ClockNews #18: Orexin in Huntington's Disease
One of the distressing symptoms of progressive neurodegenerative disorders such as Alzheimer's, Parkinson's, and Huntington's diseases is the severe disruption of sleep patterns, which leads to anxiety and distress in both patients and their caregivers. Two recent papers now shed light on the cellular and molecular mechanisms of sleep disruption in Huntington's disease (HD).
Petersen et al. find that HD patients and R6/2 mice (which mimic many of the features of human HD) exhibit progressive loss of brain neurons in the hypothalamus-- a key regulator of many different processes, including sleep. The hypothalamic neurons that die in HD patients and mice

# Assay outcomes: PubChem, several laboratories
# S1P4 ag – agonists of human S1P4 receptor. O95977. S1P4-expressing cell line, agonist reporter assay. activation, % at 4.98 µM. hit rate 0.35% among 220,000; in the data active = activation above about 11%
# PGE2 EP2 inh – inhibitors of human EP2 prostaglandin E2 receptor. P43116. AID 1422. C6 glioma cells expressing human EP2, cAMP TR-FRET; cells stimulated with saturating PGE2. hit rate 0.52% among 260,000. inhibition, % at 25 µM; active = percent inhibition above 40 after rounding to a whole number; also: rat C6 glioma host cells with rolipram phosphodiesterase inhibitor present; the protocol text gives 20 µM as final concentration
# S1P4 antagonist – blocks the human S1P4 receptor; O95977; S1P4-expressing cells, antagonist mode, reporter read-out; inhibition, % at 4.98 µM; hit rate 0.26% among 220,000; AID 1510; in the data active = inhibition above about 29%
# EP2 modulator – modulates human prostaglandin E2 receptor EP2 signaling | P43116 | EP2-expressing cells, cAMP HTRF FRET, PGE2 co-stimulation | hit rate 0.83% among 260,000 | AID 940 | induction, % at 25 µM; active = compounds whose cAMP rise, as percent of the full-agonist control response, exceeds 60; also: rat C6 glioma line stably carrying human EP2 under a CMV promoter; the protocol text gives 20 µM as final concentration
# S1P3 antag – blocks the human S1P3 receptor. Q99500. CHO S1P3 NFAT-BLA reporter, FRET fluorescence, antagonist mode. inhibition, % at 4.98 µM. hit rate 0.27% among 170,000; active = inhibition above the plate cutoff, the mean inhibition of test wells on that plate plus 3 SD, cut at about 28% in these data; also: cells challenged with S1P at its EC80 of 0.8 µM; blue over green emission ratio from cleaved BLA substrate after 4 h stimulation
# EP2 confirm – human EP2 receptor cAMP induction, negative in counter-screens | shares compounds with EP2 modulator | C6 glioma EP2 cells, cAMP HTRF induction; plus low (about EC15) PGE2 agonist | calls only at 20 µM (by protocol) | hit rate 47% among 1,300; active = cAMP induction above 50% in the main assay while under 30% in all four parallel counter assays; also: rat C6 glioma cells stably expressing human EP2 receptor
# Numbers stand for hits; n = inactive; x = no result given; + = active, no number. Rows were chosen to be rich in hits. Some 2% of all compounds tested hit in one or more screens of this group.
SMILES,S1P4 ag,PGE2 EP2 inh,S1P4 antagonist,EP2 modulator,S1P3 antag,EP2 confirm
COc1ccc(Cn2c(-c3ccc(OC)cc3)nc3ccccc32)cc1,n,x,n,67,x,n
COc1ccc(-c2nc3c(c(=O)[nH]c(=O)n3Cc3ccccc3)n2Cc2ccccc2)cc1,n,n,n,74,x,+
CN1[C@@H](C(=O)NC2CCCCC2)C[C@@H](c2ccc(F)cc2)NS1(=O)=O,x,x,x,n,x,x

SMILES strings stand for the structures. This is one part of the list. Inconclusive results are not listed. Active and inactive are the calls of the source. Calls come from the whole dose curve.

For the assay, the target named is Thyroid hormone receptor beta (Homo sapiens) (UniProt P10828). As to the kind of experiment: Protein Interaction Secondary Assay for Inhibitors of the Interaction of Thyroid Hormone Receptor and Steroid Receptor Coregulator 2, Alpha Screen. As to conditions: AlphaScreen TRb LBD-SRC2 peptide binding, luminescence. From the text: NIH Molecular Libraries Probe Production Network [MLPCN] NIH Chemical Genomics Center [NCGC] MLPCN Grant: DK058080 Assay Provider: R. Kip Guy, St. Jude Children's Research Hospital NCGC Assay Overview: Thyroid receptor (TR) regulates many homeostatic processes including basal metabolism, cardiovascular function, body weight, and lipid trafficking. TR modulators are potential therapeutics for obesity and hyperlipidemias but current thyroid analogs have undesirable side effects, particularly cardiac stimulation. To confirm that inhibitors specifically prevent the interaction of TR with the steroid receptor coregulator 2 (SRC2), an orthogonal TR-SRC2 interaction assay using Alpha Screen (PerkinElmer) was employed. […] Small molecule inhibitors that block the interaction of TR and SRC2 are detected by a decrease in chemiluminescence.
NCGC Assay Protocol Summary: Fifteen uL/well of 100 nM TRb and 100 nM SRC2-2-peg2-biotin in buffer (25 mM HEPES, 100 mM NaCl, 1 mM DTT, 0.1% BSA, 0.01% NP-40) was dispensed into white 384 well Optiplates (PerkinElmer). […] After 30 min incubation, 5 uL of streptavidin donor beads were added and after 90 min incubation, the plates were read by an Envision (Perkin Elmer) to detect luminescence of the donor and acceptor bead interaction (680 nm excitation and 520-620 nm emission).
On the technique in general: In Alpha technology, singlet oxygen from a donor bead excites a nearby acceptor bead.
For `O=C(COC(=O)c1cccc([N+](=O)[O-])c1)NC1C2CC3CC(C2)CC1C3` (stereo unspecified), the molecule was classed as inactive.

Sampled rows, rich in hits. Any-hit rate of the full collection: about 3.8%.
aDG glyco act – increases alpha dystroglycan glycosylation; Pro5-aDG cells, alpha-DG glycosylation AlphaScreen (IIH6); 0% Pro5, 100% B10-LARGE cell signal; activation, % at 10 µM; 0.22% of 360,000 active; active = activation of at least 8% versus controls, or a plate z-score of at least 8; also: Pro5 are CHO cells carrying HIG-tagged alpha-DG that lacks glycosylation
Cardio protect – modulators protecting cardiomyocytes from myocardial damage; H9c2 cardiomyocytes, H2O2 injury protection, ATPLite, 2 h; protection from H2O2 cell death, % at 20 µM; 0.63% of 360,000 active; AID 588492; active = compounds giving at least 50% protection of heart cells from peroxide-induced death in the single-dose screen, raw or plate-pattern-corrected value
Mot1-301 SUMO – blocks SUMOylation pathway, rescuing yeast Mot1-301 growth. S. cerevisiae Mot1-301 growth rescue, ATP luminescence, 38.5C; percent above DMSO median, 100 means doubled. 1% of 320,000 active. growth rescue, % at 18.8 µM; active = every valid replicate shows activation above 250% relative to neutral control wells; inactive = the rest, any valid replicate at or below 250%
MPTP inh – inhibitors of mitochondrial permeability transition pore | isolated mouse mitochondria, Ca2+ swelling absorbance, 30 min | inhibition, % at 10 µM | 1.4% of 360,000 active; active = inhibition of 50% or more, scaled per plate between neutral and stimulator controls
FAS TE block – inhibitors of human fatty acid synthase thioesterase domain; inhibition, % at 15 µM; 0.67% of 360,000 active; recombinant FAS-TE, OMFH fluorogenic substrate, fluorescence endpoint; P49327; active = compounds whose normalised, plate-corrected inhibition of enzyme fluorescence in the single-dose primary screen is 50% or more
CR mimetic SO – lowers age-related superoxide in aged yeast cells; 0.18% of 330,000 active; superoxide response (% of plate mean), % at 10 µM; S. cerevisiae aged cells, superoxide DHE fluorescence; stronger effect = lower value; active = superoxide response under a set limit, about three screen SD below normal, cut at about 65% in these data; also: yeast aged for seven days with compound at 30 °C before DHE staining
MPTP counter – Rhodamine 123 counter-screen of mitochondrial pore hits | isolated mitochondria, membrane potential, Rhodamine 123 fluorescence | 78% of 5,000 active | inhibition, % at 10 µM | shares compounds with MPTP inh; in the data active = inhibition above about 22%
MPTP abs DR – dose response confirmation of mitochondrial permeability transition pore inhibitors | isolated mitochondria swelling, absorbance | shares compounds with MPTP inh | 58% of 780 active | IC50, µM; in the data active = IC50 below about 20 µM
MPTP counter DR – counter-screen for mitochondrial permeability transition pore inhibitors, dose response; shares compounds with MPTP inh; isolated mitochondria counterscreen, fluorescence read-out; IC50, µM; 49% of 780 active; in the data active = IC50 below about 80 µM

produce the neuropeptide orexin, loss of which has been implicated in narcolepsy. Decreasing amounts of orexin in the cerebrospinal fluid of HD patients could thus be used as a marker of HD progression.
Orexin neurons in the hypothalamus also innervate the suprachiasmatic nucleus, which
drives circadian sleep/ wake cycles by regulating the transcription of several
key "clock" genes. Morton et al. report that progressive disruption of circadian
behavior in R6/2 mice is accompanied by marked alterations in the expression of
the mPer2 and mBmal1 clock genes. These findings help to explain why HD patients
suffer from markedly increased daytime sleepiness and night wakefulness, and
hopefully will contribute to better management of these distressing symptoms.
Hum. Mol. Genet. 14, 39 (2005); J. Neurosci. 25, 157 (2005).